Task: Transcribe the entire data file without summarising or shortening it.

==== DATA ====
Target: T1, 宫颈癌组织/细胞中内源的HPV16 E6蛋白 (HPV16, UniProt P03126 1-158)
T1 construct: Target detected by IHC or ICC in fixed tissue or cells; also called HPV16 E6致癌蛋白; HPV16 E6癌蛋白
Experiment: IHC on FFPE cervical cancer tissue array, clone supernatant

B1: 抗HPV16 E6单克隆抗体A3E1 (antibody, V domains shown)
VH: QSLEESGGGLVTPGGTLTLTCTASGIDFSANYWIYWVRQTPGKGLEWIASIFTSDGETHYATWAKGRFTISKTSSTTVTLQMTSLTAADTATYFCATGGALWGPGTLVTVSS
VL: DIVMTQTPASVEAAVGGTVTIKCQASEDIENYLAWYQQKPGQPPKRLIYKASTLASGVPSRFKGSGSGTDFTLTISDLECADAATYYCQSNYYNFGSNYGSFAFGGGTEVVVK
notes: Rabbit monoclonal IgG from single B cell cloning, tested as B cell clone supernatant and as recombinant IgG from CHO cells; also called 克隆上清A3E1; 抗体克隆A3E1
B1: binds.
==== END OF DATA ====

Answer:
Target: T1, 宫颈癌组织/细胞中内源的HPV16 E6蛋白 (HPV16, UniProt P03126 1-158)
T1 construct: Target detected by IHC or ICC in fixed tissue or cells; also called HPV16 E6致癌蛋白; HPV16 E6癌蛋白
Experiment: IHC on FFPE cervical cancer tissue array, clone supernatant

B1: 抗HPV16 E6单克隆抗体A3E1 (antibody, V domains shown)
VH: QSLEESGGGLVTPGGTLTLTCTASGIDFSANYWIYWVRQTPGKGLEWIASIFTSDGETHYATWAKGRFTISKTSSTTVTLQMTSLTAADTATYFCATGGALWGPGTLVTVSS
VL: DIVMTQTPASVEAAVGGTVTIKCQASEDIENYLAWYQQKPGQPPKRLIYKASTLASGVPSRFKGSGSGTDFTLTISDLECADAATYYCQSNYYNFGSNYGSFAFGGGTEVVVK
notes: Rabbit monoclonal IgG from single B cell cloning, tested as B cell clone supernatant and as recombinant IgG from CHO cells; also called 克隆上清A3E1; 抗体克隆A3E1
B1: binds.